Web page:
DEAR ABBY: I feel uncomfortable receiving gifts, and I find it hard to meet my husband's requests for constant gifts, especially when I feel I already give so much. He constantly asks me to buy him things, some of which are very expensive.
I'm a saver, not a spender, and I try to watch my budget. I already pay all the household bills, even though we make the same amount of money. I owned my house before we met, and he chips in with occasional upgrades and maintenance or takes me out to dinner once in a while. But I pay for the vast majority of expenses, as well as perform the majority of chores. I have sacrificed and paid for all our vacations because I wanted the experience, and I accept that.
The problem is, he seems to feel unappreciated, suggesting that if I gifted him more often, he would know he was constantly thought of. He says he buys me random gifts — usually small items to which there are strings attached or implied reciprocity. These requests, especially when he buys for himself quite a bit, seem like a smack in the face to me. I feel he's impulsive with purchases, and won't be happy until I have nothing left.
How do I handle meeting my husband's need for constant validation without going bankrupt or having all the love sucked out from resentment? Mentioning my financial limitations doesn't seem to quench his thirst for more. — EXCESSIVE IN NEW YORK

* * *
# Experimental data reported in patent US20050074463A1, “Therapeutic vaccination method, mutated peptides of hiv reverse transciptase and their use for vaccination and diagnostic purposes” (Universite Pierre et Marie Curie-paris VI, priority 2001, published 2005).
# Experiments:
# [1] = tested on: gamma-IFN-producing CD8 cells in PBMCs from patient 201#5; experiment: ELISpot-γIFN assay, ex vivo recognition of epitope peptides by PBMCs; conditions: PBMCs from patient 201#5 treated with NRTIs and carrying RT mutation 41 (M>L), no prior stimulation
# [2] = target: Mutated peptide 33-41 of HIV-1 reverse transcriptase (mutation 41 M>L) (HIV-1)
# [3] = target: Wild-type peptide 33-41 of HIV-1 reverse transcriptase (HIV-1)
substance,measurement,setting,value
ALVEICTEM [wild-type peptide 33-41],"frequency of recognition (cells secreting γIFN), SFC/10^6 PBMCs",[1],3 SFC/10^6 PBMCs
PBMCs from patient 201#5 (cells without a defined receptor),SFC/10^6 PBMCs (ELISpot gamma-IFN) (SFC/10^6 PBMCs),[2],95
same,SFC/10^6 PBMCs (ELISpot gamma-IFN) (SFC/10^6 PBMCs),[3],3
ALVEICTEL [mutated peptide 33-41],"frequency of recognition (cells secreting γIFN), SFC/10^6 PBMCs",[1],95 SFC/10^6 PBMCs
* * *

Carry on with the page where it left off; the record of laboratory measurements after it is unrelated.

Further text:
DEAR EXCESSIVE: If my reading of your letter is accurate, you are doing all the heavy lifting in your marriage. What, exactly, is your husband contributing except to ask for more? Gifts are supposed to be freely given, not dispensed because they are requested.
Whether your husband is greedy, selfish or extremely needy, I can't guess, but the balance is off in your marriage. This is why I'm recommending you consult a marriage and family therapist. If your husband is willing to go with you and discuss these issues, they can be resolved. If not, please go alone so you can gain clearer insight into what (and whom) you are dealing with.
DEAR ABBY: My mother likes to tell people where to sit at every family gathering. It can be anywhere, including at a restaurant or even at my aunt's house. It's annoying and feels disrespectful.
I'm 49, and my girls are in their early 20s. I try to be patient, but she doesn't consider health conditions or if someone is left-handed.
My older daughter was severely traumatized by a former neighbor and doesn't do well with strangers. A few years ago, my cousin's boyfriend came, and my mother ordered my daughter to sit next to him. It was horrible for my daughter. We tried one more time last year at a restaurant, and it was the same. Since then, we have skipped family gatherings. I don't know why she feels she has to tell us what to do. Please help. — PUSHED AROUND IN KENTUCKY
DEAR PUSHED: Have you talked to your mother about this? She may need to feel she is in control. If she isn't hosting the gathering, this may be her way of maintaining dominance in her relationship with her sister, her children and grandchildren.
I'm not sure you can change your mother, but please don't cut yourself off from the rest of your family. If you aren't seeing them individually, please consider it.
Dear Abby is written by Abigail Van Buren, also known as Jeanne Phillips, and was founded by her mother, Pauline Phillips. Contact Dear Abby at www.DearAbby.com or P.O. Box 69440, Los Angeles, CA 90069.
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